Astronaut Photography from ISS: Unique Observations of the Earth
Part 2: Images of Earth that compliment satellite data. Read more >>
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Paris, France:

The colors of the agricultural fields surrounding Paris are striking in the springtime, even when viewed from a 400 km orbital altitude. Further study of this image and ground survey information revealed that the bright yellow color was from Canola plants blooming in fields around the city.

This image was used in a study of the use of photographic images from the International Space Station for vegetation analysis on the urban fringe. The digital photograph was combined with ground information and ASTER satellite imagery acquired at nearly the same time to evaluate the potential of digital cameras and off-the-shelf multispectral cameras on the Space Station for understanding land patterns and urban growth.

Why is this image unique?: In another urban study using information from human spaceflights, astronaut photography from Apollo, Gemini, and Skylab was combined with images from more recent missions to measure long-term changes in built-up area of various cities in north America. The images were able to produce quantitative estimates of the degree of urban sprawl.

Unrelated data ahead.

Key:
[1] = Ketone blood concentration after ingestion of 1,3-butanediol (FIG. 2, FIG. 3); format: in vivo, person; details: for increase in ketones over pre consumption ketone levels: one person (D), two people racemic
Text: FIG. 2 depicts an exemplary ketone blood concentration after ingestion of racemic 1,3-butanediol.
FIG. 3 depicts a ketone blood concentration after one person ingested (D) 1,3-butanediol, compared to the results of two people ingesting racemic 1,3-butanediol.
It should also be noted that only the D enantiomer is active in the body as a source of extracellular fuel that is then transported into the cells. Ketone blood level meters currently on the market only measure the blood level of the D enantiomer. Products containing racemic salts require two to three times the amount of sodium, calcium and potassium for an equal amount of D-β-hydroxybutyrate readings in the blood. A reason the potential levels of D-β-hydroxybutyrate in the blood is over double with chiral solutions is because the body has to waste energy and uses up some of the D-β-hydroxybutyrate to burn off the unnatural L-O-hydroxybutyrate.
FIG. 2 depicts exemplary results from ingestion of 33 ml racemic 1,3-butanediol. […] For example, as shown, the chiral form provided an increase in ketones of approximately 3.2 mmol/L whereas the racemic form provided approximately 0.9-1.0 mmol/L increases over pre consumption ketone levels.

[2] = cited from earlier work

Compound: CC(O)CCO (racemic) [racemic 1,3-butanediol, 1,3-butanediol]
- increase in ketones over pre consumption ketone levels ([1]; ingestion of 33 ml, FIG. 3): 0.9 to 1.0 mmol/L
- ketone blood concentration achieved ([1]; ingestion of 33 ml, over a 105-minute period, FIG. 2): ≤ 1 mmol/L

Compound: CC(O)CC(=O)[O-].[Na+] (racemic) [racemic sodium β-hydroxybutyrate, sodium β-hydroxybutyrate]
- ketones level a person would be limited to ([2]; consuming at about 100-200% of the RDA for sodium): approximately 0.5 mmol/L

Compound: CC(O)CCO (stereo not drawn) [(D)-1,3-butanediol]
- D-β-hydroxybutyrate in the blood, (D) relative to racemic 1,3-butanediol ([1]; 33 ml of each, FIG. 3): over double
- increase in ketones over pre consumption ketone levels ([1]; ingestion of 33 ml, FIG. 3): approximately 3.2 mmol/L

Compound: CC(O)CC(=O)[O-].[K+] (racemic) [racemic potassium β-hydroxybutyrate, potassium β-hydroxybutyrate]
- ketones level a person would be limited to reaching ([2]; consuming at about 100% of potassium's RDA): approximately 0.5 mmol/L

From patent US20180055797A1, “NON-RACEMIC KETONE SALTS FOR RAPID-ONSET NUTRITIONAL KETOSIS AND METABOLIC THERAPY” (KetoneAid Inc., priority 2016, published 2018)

ISS004-E-10414, 24 April 2002, 185 mm
The Gateway to Astronaut Photography of Earth,

Scientific References:
Stefanov, W. L., J. A. Robinson, and S. A. Spraggins. 2003. Vegetation measurements from digital Astronaut photography. International Archives of the Photogrammetry, Remote Sensing, and Spatial Information Sciences 34(7/W9):185-189.
2. Robinson, J. A., B. McRay, and K. P. Lulla. 2000. Twenty-eight years of urban growth in North America quantified by analysis of photographs from Apollo, Skylab and Shuttle-Mir. In Dynamic Earth Environments: Remote Sensing Observations from Shuttle-Mir Missions. John Wiley & Sons, New York, pp. 25-42.